Something was missing from Tuesday night’s public meeting at Chandler-Newberger Community Center, where dozens of Seventh Ward residents talked about ideas for an upcoming renovation to Independence Park.

Many of the surefire signs that an Evanston city meeting was in session – back-and-forth arguments among attendees, complaints about not having enough time to talk or too much time to talk – were conspicuously gone.

Instead of the typical presentation from the city and the designers followed by a question and answer session, Tuesday’s community meeting was an open house, where anyone could drop in between 6 and 8 p.m., write their feedback on sticky notes and put those notes on a number of posters featuring questions for community members.

“We did this recently on another project. We had a meeting on the lakefront in November, and I was like, ‘Yeah, I’ve got to do this more often,’ because it equalizes the whole experience for people,” said Stefanie Levine, a senior project manager for the city. “We did another project, and we got some folks really hung up on one issue. And they just wouldn’t let it go. We never would hear from everybody. Some people aren’t comfortable standing up and speaking up in front of a big group. You don’t have to worry about that here.”

Independence Park lies in the city’s Seventh Ward north of Central Street and south of Livingston Street. The park was last updated in 1994, and it is “now exhibiting significant deterioration, lack of compliance with ADA code, and a lack of conformance with current playground safety standards,” according to the city’s website on the upcoming renovations.

In 2022, City Council hired MKSK, an urban design and landscape architecture firm, to design the new vision for the park for just under $100,000. The city also preliminarily budgeted $900,000 for the construction process itself. Tuesday’s meeting provided the first chance for residents to offer their personal preferences for the outcome of the project.

Many residents said they already liked the picnic tables and lights in the park, which were set up by Central Street Evanston, a group supporting the Central Street business district. But the park still does not have electrical wiring for permanent lighting or its own public bathrooms, and the walkways and playground are not compliant with modern accessibility standards.

“A lot of the paths around the perimeter are concrete, and they’re ADA accessible because they have concrete, so a hard surface,” said Brett Weidl, a principal designer with MKSK. “A lot of these pathways on the interior, I believe they’re all mostly gravel. That’s not as accessible, and they’re not a standardized width. Usually, you need a certain width to allow for the accommodation of wheelchairs and people passing.”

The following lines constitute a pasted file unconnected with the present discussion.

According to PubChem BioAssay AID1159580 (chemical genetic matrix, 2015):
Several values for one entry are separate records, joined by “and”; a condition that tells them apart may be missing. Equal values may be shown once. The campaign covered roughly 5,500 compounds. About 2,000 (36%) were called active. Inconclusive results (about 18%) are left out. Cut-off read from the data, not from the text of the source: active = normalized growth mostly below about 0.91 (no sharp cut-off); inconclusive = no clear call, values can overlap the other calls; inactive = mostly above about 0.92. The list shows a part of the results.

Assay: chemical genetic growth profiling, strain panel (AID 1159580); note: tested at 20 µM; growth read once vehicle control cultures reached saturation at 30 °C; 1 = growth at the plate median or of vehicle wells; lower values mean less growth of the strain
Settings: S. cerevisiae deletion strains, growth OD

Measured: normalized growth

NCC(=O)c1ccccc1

The surface of the playground is also comprised of woodchips, rather than a more updated and forgiving ground like the spongy, “pour-it-in” rubber that you might see outside schools nowadays, Weidl said.

One of the coolest benefits of the open-house style session, residents said, was the fact that kids who use the playground and the park almost every day were able to provide their own direct feedback and insights on what they want to see from the project. Many of them said they wanted more interesting or updated playground equipment that would also be useful for older kids, as well.

Many people wrote on their sticky notes that they wanted public bathrooms at the park, especially because families have started to eat takeout from Central Street restaurants in the park more and more often during the pandemic. Others mentioned things like a safer path across Central Street to establish a better connection between the park and the restaurants and stores nearby.

Some of the more innovative ideas mentioned included a splash pad for kids to play in water, and a permanent structure to host outdoor concerts or events in the summer. Last year, Central Street Evanston tried a “takeout picnic” event for the first time, where hundreds of people came out with food picked up from local restaurants to enjoy an evening of music, art and family.

“People brought their food to the park, and we were able to obtain a very temporary permit for people to drink wine in the park,” said Angela Shaffer, executive director of Central Street Evanston. “And we hired a professional group of singers. We really went all out. It was the first time that we had the festoon lights, so nobody knew they were up. It was huge and great, and we had maybe 300 or 400 people who came.”

Weidl and the MKSK team will use the feedback from Tuesday’s meeting to design several draft concepts for the park renovations, which will be presented at a second community meeting in March. A third meeting in the late spring or summer will give residents the chance to review a finalized design, and construction is expected to take place from late 2023 through the fall of 2024.

Duncan Agnew

Duncan Agnew covers Evanston public schools, affordable housing, City Hall and more for the RoundTable. He also writes long-form investigations, features and the morning email newsletter three times a...

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